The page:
Are autonomous cars inevitable? Of course. A self-driving car that works on the streets of Mountain View in decent weather? Google has them now. A self-driving car that is 100% guaranteed never to make a mistake, anywhere, in any condition? Not in my lifetime, and I’m not that old.
The billion-dollar question is—
Read the rest over at The Drive…
Transportation Communist/Gizmodo contributor Alissa Walker is back with another pro-Autonomous Driving article, Why Self-Driving Cars Should Never Have Steering Wheels. Citing Google’s Chris Urmson, she adds some predictable commentary to his argument that Self-Driving Cars basically should launch at Level 5. Don’t know your Autonomous Driving (AD) Levels? Here’s a nice chart from SAE. I’ll say this one more time…technology can solve a lot of problems, but it can’t solve for human nature. I don’t think it matters whether AD is Level 5 capable. People want to feel agency, however untrained they are in the art of driving. Article coming… Continue reading
I’ll let the above tweet from Matt Novak speak for itself. Now imagine you own a car with OnStar, or ANY with voice recognition, ESPECIALLY if it was made in the last 24 months. Do you really believe there is NO chance someone is listening to your in-car conversations? Really?
The Americans. As in the show. Actually happened. The day we discovered our parents were Russian spies.
Porsche should just make THIS the Panamera. Cosmetically, a Panamera wagon eats a Tesla Model X alive, and would probably attract the same customers, especially once it’s electrified.
Analog carpooling. It still works. Toby Barlow approves.
Autonomous Cars Confused by America’s Shabby Roads? Something tells me this is going to be a way bigger problem than people expect, but guess what? Continue reading
“Uber Has Apparently Ordered $10 Billion Worth of Autonomous Mercedes S-Class Sedans”
Whoa, that’s a lot of clickbait. And it’s just one of the 118,000 results that pop up when you Google “Uber Mercedes S Class,” and every single one of them is based on a single uncorroborated report published last Friday in Manager Magazin, a German site I’ve never heard of.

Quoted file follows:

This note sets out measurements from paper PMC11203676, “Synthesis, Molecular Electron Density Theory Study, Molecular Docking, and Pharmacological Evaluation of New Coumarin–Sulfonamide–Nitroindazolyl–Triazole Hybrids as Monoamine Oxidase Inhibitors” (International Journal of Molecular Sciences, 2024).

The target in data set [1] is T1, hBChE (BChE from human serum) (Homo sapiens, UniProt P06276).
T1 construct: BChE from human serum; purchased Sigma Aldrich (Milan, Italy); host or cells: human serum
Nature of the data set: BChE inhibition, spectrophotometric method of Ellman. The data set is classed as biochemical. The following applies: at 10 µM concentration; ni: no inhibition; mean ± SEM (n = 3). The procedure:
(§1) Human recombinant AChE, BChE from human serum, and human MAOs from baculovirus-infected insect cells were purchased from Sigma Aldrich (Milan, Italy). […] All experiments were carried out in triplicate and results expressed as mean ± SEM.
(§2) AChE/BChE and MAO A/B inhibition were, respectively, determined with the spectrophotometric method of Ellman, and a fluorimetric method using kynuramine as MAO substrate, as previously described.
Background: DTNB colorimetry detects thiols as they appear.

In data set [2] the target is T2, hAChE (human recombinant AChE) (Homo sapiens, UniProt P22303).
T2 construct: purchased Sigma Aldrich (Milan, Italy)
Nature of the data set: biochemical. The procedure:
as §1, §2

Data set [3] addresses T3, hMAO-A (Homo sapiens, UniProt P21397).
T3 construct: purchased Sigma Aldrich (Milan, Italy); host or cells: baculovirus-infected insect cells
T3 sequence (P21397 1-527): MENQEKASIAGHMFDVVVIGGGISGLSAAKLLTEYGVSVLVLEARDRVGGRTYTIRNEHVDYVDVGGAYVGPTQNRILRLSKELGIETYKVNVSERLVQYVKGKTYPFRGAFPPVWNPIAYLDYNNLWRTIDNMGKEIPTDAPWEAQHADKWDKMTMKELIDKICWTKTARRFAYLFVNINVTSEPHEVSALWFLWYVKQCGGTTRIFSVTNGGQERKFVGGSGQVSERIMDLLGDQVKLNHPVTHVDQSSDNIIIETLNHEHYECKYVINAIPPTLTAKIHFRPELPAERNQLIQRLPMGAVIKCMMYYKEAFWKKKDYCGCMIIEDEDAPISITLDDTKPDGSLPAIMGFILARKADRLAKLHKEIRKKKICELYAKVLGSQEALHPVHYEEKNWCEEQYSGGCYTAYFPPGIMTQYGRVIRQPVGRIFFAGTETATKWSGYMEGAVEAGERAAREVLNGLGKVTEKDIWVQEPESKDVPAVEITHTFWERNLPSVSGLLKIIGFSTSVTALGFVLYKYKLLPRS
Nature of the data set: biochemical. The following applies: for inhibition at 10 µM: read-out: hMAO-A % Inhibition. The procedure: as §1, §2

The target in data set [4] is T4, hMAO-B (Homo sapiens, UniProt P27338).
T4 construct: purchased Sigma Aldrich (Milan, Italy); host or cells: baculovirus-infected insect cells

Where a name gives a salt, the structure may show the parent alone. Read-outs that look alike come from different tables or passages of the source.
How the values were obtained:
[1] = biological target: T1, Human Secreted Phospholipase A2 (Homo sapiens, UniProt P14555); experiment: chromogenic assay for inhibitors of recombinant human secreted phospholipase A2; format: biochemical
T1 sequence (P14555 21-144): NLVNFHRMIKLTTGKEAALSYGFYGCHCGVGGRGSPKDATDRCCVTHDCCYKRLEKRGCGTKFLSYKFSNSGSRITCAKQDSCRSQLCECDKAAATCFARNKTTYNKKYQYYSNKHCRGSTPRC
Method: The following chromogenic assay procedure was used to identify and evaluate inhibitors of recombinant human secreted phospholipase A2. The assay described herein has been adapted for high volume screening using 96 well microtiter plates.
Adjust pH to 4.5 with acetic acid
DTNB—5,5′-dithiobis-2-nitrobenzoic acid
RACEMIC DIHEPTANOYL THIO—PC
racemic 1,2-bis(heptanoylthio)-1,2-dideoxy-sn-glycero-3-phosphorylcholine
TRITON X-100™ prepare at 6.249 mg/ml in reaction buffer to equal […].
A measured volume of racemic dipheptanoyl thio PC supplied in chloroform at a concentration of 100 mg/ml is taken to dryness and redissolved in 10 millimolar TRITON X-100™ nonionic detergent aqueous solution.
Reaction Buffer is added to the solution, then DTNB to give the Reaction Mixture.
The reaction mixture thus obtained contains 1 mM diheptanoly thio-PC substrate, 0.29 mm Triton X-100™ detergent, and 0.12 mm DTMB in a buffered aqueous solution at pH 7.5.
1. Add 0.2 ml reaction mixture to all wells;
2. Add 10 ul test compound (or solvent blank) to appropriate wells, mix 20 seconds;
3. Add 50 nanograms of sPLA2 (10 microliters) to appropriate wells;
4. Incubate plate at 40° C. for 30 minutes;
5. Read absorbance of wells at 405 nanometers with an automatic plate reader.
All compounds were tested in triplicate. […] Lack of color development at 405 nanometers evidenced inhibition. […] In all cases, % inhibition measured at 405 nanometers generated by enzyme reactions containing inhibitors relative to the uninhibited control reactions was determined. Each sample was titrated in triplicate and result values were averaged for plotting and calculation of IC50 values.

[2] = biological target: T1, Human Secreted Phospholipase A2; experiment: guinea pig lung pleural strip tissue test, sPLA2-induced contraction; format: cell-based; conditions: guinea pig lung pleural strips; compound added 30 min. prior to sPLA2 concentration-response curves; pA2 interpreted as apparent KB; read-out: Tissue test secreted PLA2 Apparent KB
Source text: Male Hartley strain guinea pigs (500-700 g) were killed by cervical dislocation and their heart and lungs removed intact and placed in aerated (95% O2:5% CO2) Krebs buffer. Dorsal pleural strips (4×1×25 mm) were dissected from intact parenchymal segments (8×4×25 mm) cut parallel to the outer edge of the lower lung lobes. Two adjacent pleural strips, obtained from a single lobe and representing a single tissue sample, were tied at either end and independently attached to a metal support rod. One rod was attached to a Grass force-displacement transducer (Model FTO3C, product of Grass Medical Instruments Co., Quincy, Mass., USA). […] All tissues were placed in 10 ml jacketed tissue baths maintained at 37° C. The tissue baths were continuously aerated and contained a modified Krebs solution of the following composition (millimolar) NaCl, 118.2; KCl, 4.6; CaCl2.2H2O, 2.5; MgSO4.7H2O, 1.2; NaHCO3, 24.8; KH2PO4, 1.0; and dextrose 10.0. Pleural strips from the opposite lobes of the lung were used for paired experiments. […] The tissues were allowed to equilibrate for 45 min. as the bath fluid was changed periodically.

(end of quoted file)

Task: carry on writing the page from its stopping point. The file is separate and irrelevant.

The rumor seems crazy, of course, but its very specificity—not, “a whole bunch of luxury sedans,” but “100,000 Mercedes-Benz S-Class sedans”—demands we pay attention. The story wouldn’t have spread so far so quickly if there wasn’t something there, and the more one steps back, the more there there is.
Read the rest of my article over at The Drive…
It has begun. Ford and Google will partner to build Driverless Cars, according to sources. I must be Nostradamus. Just last week I explained “How Car Companies Can Survive The Self-Driving Car Apocalypse,” and now Ford has allegedly done precisely what I suggested OEM’s need to do to ensure their survival. Ford, as the first American OEM to partner with Google, has now gained a temporary but Brobdingnagian advantage over every other legacy OEM on the planet.
Yes, Brobdingnagian. On the scale of size, that’s bigger than big, massive or colossal.
Read the rest over at The Drive…
Alex Roy is the author of the LiveDriveRepeat blog and Editor-at-Large for The Drive.
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Elon Musk believes in it. So does Uber’s Travis Kalanick. The Autonomotive Singularity is inevitable. It is the enemy of enthusiast car culture as it stands, but only as we know it. If we come to understand it, it might just be the best thing ever for car enthusiasts. Might. If you truly love driving, you need to understand the Autonomotive Singularity, and that means you have to stop ignoring it and accept it. Continue reading